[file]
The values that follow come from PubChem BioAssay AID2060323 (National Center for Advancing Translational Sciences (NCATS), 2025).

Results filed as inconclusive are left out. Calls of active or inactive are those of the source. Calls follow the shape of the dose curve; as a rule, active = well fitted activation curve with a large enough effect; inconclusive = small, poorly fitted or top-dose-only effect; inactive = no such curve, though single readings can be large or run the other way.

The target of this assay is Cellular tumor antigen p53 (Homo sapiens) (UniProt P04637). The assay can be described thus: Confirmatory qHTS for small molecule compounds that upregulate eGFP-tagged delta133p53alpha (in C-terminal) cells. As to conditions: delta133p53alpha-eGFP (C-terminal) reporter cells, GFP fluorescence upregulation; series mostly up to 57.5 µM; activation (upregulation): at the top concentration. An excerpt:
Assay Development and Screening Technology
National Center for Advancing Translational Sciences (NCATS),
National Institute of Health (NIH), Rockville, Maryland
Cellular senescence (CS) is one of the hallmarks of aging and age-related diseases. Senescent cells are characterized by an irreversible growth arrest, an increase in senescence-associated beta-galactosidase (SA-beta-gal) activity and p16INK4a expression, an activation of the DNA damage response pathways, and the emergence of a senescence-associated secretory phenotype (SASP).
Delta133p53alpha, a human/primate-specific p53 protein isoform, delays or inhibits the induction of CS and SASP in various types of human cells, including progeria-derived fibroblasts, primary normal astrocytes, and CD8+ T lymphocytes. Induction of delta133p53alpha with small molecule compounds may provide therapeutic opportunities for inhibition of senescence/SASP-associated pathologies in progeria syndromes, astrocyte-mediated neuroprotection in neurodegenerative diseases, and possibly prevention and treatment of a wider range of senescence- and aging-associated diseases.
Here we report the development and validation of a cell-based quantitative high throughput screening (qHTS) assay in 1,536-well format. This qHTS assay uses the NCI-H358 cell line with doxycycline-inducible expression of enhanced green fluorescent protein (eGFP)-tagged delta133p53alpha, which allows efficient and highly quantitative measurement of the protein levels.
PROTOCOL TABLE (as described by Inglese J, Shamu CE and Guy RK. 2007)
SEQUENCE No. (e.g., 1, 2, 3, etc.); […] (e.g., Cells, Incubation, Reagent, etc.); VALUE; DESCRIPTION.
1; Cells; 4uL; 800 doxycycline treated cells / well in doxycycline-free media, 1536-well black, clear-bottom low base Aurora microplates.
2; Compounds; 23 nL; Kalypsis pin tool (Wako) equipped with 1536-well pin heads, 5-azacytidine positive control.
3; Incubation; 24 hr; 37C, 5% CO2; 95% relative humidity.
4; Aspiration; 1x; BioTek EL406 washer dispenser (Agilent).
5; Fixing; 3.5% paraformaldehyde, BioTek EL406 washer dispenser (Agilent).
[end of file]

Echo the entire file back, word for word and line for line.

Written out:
The values that follow come from PubChem BioAssay AID2060323 (National Center for Advancing Translational Sciences (NCATS), 2025).

Results filed as inconclusive are left out. Calls of active or inactive are those of the source. Calls follow the shape of the dose curve; as a rule, active = well fitted activation curve with a large enough effect; inconclusive = small, poorly fitted or top-dose-only effect; inactive = no such curve, though single readings can be large or run the other way.

The target of this assay is Cellular tumor antigen p53 (Homo sapiens) (UniProt P04637). The assay can be described thus: Confirmatory qHTS for small molecule compounds that upregulate eGFP-tagged delta133p53alpha (in C-terminal) cells. As to conditions: delta133p53alpha-eGFP (C-terminal) reporter cells, GFP fluorescence upregulation; series mostly up to 57.5 µM; activation (upregulation): at the top concentration. An excerpt:
Assay Development and Screening Technology
National Center for Advancing Translational Sciences (NCATS),
National Institute of Health (NIH), Rockville, Maryland
Cellular senescence (CS) is one of the hallmarks of aging and age-related diseases. Senescent cells are characterized by an irreversible growth arrest, an increase in senescence-associated beta-galactosidase (SA-beta-gal) activity and p16INK4a expression, an activation of the DNA damage response pathways, and the emergence of a senescence-associated secretory phenotype (SASP).
Delta133p53alpha, a human/primate-specific p53 protein isoform, delays or inhibits the induction of CS and SASP in various types of human cells, including progeria-derived fibroblasts, primary normal astrocytes, and CD8+ T lymphocytes. Induction of delta133p53alpha with small molecule compounds may provide therapeutic opportunities for inhibition of senescence/SASP-associated pathologies in progeria syndromes, astrocyte-mediated neuroprotection in neurodegenerative diseases, and possibly prevention and treatment of a wider range of senescence- and aging-associated diseases.
Here we report the development and validation of a cell-based quantitative high throughput screening (qHTS) assay in 1,536-well format. This qHTS assay uses the NCI-H358 cell line with doxycycline-inducible expression of enhanced green fluorescent protein (eGFP)-tagged delta133p53alpha, which allows efficient and highly quantitative measurement of the protein levels.
PROTOCOL TABLE (as described by Inglese J, Shamu CE and Guy RK. 2007)
SEQUENCE No. (e.g., 1, 2, 3, etc.); […] (e.g., Cells, Incubation, Reagent, etc.); VALUE; DESCRIPTION.
1; Cells; 4uL; 800 doxycycline treated cells / well in doxycycline-free media, 1536-well black, clear-bottom low base Aurora microplates.
2; Compounds; 23 nL; Kalypsis pin tool (Wako) equipped with 1536-well pin heads, 5-azacytidine positive control.
3; Incubation; 24 hr; 37C, 5% CO2; 95% relative humidity.
4; Aspiration; 1x; BioTek EL406 washer dispenser (Agilent).
5; Fixing; 3.5% paraformaldehyde, BioTek EL406 washer dispenser (Agilent).